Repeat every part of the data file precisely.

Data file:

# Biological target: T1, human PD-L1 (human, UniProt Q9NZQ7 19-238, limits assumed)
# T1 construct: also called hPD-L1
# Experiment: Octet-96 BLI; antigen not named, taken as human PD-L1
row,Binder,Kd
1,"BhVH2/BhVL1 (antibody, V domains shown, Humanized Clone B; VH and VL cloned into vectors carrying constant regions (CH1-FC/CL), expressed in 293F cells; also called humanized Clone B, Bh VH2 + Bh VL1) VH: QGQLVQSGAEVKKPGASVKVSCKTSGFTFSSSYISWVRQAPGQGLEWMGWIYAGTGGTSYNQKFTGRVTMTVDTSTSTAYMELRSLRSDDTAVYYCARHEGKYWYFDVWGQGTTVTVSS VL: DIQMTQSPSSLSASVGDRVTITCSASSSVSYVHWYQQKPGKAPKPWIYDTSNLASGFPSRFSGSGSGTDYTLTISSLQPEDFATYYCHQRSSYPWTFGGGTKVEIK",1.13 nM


# Biological target: T1, human PD-L1 (human, UniProt Q9NZQ7 19-238, limits assumed)
# T1 construct: also called hPD-L1
# Experiment: Octet-96 BLI; antigen not named, taken as human PD-L1
row,Binder,Kd
1,"BhVH2/BhVL1 (antibody, V domains shown, Humanized Clone B; VH and VL cloned into vectors carrying constant regions (CH1-FC/CL), expressed in 293F cells; also called humanized Clone B, Bh VH2 + Bh VL1) VH: QGQLVQSGAEVKKPGASVKVSCKTSGFTFSSSYISWVRQAPGQGLEWMGWIYAGTGGTSYNQKFTGRVTMTVDTSTSTAYMELRSLRSDDTAVYYCARHEGKYWYFDVWGQGTTVTVSS VL: DIQMTQSPSSLSASVGDRVTITCSASSSVSYVHWYQQKPGKAPKPWIYDTSNLASGFPSRFSGSGSGTDYTLTISSLQPEDFATYYCHQRSSYPWTFGGGTKVEIK",1.13 nM